Blohm and Voss Bv P.209.02 Jet-Powered Single-Seat Fighter Proposal
The Blohm and Voss P.209 02 fighter project made use of forward-swept wing mainplanes and a conventional tail unit.
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1944 presented a myriad of problems for the Germans during World War 2 (1939-1945). Such was the pain from Allied air superiority that several measures were enacted to help stem losses - including a heavy commitment to development of rocket- and turbojet-powered fighters and interceptors. One of the more unique design approaches witnessed from the work of German aviation engineers was in the application of forward-swept wings through some of the seriously-considered aircraft designs. One of the most famous of these applications became the Junkers Ju 287 bomber (detailed elsewhere on this site) which ended the war as nothing more than a prototype while one of the lesser known of the forward-sweep submissions became Dr. Richard Vogt's "Project 209" fighter under the Blohm and Voss brand label.
Work on the new compact fighter was spawned from a German Air Ministry directive which brought together the might of the local aviation industry in one meeting - its goal to solve the requirement for a high-speed fighter (a "Schnelljager"). Simplicity remained key so a single pilot would be committed to operating the aircraft and a sole turbojet engine was to provide the needed propulsion. All other facets could be designed freely by engineers though attention to what war materials were available to builders should remain a key consideration going forward. It was hoped by the Air Ministry that the companies - which included Blohm and Voss, Focke-Wulf, Heinkel and Messerschmitt - would come to an agreement about the general design direction this fighter would take though the Air Ministry would also entertain solo submissions from each company directly if need be. The engine of choice became the Heinkel-Hirth HeS 011 series turbojet of 2,865 pounds thrust.
Vogt and his team drew up plans for such an aircraft and delivered their proposal on November 13th, 1944. Two proposed models emerged - the P.209.1 and the P.209.2:
The P.209.1 was given a short, tear-drop-shaped fuselage with the cockpit well-forward under a simple two-piece bubble-style canopy. The engine intake made up the cut-off nose with the exhaust port a short distance aft. No true tail unit was used making this a true "tailless aircraft". The wing mainplanes were of particular note for they were low-mounted and swept back with a downward crank of their tips. The undercarriage was to be a rather modern tricycle offering and armament centered on up to 3 x 30mm MK 108 cannons fitted around the lip of the intake opening. Maximum speed was estimated at 560 miles per hour.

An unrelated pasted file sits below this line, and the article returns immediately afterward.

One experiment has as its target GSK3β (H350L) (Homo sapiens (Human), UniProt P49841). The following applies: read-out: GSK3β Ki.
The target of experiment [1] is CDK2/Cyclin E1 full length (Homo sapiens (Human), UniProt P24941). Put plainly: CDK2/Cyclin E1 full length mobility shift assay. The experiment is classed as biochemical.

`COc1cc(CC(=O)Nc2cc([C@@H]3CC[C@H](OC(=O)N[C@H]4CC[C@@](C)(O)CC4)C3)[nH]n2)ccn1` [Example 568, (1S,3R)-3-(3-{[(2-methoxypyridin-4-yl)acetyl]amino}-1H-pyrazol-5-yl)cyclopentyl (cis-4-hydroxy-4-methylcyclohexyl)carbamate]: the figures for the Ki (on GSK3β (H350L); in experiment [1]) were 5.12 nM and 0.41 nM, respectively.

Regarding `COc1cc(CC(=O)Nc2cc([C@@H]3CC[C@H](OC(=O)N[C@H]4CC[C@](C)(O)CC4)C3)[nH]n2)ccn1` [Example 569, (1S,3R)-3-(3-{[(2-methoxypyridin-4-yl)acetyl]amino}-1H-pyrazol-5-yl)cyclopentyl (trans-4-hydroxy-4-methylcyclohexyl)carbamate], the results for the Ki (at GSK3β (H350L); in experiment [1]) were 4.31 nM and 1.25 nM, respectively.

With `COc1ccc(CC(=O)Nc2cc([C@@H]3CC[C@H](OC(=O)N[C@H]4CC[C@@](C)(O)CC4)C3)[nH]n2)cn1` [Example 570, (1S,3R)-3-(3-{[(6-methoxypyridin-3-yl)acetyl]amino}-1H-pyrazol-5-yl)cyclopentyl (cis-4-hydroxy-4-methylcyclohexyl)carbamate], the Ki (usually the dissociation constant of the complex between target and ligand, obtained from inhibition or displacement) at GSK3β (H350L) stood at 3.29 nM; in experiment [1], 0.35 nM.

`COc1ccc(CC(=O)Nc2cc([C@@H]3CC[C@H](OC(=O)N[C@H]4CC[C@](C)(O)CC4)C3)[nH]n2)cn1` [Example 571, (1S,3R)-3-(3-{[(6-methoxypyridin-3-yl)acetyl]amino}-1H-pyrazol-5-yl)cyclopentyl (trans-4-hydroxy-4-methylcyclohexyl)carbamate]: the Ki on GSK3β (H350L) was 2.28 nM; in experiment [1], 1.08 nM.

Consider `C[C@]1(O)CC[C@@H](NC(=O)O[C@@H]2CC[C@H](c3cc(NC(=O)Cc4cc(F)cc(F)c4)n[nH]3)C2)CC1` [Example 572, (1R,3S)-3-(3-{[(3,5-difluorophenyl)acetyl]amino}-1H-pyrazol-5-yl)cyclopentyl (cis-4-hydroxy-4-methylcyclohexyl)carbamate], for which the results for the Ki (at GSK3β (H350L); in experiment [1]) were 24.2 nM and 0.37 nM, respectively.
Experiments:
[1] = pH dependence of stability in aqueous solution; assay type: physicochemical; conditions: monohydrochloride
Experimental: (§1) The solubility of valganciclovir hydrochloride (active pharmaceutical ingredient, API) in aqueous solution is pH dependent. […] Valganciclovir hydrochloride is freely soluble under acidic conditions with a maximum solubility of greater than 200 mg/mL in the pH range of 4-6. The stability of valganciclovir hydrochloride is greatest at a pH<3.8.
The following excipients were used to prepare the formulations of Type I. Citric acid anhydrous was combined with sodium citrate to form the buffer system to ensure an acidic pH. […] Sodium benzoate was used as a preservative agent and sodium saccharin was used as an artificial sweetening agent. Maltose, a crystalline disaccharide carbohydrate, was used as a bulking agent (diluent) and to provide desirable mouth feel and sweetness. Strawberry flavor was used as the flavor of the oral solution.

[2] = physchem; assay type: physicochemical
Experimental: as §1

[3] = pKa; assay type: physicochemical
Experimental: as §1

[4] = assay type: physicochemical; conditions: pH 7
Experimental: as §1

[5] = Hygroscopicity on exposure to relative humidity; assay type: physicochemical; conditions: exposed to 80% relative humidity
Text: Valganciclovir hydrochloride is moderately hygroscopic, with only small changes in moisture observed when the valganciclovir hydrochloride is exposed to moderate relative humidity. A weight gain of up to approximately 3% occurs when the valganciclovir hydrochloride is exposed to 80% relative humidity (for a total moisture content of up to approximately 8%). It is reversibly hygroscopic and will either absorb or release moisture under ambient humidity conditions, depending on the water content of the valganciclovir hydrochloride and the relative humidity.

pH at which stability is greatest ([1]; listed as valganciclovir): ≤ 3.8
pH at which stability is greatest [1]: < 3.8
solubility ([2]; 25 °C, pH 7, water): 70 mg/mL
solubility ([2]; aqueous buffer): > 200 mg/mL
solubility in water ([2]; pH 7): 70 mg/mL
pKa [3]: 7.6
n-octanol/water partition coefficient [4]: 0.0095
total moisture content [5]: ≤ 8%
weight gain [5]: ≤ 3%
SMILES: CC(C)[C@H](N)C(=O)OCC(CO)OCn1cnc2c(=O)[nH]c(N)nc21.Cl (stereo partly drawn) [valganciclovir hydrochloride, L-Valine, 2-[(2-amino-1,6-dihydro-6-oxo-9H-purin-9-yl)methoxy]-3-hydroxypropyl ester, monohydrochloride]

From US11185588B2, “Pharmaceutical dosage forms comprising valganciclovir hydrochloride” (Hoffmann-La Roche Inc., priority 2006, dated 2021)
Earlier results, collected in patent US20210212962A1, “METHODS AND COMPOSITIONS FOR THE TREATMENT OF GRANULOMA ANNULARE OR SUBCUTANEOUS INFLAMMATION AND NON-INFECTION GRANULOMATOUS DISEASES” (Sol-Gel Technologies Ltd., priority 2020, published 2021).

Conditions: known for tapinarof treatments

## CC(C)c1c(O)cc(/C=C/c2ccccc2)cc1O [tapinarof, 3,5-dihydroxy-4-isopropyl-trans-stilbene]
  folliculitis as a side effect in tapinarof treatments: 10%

The second submission, P.209.2, was a far greater departure though it retained the nose-mounted intake, pilot's placement, and tricycle undercarriage of the P.209.1. It was given a deeper fuselage (holding more internal fuel volume) with a tail stem sat over the engine exhaust port. The tail unit consisted of a single vertical tail fin with low-mounted horizontal planes and these planes showcased some slight anhedral (downward angle) while all tailplane surfaces were swept back. The engine housing terminated well before the end of the aircraft, exhausting at the base of the tail stem structure. The major difference seen in the P.209.2 came in the wing mainplanes which were now forward-swept at 35-degree angles. Dr. Vogt believed these to be a good solution to combating compressibility, the change in density of the air surrounding the aircraft, particularly in high-speed flight envelopes. Additional benefits would come from increased stability, spin recovery, and reduced stress of the wing members allowing for lighter-weight wings to be instituted. Dimensions included a length of 8.8 meters with a wingspan of 8.1 meters with a height of 3.2 meters. Vogt estimated his little aircraft could achieve up to 615 miles per hour at up to 30,000 feet altitudes in this configuration. Rate-of-climb was estimated at 1,550 feet per minute and its service ceiling would have reached 39,700 feet.
Neither design was selected for further work as the Air Ministry had little time to work with as the war drew to a close in May of 1945. A prototype was in the very-early construction stages prior to the end of the war but little else came from the initiative.